Building Schemata Building Connections Text to World –create posters and ads –write in a reading or listening response journals –complete projects about the topic or theme –perform role plays or skits
Post Stage When does it happen in the lesson? What happens at this stage of the lesson? Why? If the POST stage is “extra icing on the cake” why do I believe it is essential to include in any reading or listening lesson? How does the POST stage relate to Tomlinson’s aspects of good materials?
PRE DURING POST Why the diamond?
Look at these two SLOs. How are they different? By the end of the lesson SWBAT ask and answer questions using frequency adverbs (always, usually, sometimes, seldom, never) in the dialog (A: How often do you ___? B: I _____ _____.) BY doing a classroom survey. By the end of the lesson SWBAT demonstrate their comprehension of the text, “That’s Her Problem” BY retelling the story with picture support.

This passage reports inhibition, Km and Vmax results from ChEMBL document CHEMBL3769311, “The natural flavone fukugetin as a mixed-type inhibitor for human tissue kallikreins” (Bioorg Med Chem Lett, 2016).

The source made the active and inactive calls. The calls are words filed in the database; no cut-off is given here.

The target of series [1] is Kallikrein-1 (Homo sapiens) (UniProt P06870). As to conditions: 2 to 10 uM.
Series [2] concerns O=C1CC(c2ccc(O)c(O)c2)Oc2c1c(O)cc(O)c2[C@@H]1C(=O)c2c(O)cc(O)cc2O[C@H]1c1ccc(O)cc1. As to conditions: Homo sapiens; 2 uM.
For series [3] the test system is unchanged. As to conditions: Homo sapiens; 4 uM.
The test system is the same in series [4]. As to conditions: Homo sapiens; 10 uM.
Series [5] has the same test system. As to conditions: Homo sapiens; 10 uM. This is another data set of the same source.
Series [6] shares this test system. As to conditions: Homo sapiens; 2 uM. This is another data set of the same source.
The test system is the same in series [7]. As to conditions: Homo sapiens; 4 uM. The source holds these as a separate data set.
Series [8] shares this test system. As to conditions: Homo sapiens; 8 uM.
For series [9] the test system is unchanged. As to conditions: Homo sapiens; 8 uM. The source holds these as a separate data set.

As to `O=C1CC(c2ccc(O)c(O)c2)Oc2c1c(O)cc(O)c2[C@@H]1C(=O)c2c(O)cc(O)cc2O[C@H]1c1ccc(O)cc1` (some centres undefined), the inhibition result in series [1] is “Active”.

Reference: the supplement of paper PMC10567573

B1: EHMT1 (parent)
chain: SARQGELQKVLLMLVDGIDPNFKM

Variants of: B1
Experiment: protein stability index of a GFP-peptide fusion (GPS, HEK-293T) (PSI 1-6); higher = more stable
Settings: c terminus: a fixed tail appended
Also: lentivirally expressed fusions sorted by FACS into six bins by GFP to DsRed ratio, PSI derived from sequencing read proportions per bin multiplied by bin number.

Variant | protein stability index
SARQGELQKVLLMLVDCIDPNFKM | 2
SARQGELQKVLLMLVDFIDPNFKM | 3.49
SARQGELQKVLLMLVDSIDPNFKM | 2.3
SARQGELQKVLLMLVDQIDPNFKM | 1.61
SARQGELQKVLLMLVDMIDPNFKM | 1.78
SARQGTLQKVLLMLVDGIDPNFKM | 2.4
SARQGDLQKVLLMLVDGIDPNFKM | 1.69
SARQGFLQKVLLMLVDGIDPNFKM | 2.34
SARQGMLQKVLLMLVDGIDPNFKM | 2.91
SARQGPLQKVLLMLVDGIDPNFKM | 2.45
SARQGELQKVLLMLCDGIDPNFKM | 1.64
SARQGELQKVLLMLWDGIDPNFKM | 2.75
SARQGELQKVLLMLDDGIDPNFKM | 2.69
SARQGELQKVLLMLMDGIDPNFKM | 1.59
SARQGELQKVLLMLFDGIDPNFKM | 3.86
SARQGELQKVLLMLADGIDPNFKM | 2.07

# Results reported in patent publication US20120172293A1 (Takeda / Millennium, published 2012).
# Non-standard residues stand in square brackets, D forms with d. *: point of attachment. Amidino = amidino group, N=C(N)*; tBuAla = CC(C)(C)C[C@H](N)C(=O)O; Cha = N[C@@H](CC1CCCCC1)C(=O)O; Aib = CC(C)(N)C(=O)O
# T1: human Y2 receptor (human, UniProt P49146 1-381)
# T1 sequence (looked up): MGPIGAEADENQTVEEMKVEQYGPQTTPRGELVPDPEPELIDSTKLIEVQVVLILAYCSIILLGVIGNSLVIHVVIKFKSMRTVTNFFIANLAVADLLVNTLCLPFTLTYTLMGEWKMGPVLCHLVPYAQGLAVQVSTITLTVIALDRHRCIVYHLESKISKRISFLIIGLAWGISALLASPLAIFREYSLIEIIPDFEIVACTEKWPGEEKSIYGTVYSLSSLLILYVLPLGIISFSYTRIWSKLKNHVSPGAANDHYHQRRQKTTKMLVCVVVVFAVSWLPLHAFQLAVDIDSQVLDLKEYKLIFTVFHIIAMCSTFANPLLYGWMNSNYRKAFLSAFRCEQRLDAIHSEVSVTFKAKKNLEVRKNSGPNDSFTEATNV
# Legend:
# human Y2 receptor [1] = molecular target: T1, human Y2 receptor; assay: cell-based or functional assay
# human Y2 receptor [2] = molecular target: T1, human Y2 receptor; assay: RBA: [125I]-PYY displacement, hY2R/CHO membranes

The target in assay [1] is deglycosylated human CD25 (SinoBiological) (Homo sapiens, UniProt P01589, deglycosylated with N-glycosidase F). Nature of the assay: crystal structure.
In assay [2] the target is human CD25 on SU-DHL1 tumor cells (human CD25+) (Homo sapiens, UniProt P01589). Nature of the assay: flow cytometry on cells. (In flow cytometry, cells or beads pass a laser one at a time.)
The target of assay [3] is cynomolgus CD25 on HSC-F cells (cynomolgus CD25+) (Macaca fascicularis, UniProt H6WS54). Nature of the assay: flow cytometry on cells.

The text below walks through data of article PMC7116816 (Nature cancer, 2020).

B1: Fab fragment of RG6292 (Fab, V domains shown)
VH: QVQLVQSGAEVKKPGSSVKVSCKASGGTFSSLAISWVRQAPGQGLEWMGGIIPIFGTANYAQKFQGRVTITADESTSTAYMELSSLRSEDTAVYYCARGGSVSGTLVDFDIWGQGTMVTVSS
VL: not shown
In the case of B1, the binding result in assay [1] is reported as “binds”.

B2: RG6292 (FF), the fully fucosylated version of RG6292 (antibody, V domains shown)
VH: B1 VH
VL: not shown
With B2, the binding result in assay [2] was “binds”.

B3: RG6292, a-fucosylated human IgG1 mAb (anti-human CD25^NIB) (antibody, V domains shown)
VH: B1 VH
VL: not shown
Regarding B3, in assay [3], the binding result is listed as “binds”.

Receptive Skills SLO Formula By the end of the lesson, SWBAT demonstrate their understanding/comprehension of the __________ (text/passage/story/dialog/conversation /article/etc.),_________ (title of text) BY ______(doing something)__________.
Example By the end of the lesson, SWBAT demonstrate their understanding of the conversations, “Problems at the Airport” BY describing the inferred conclusions about what each speaker will do.
You Try Write and SLO for the following: 1.fable “The Hungry Father-in-Law” 2.debate “Should We Build the New Library” 3.public service announcement “What to Do in Case of a Fire”
Compare Yours to Mine By the end of the lesson, SWBAT demonstrate their understanding of the fairytale, “The Hungry Father-in- Law” BY inferring the moral that we can learn form the story. By the end of the lesson, SWBAT demonstrate their understanding of the public service announcement, “Should We Build the New Library” BY summarizing the debate using a graphic organizer. By the end of the lesson, SWBAT demonstrate their understanding of the debate, “What to Do in Case of a Fire” BY drawing a diagram or making a poster that shows the sequence described in the announcement.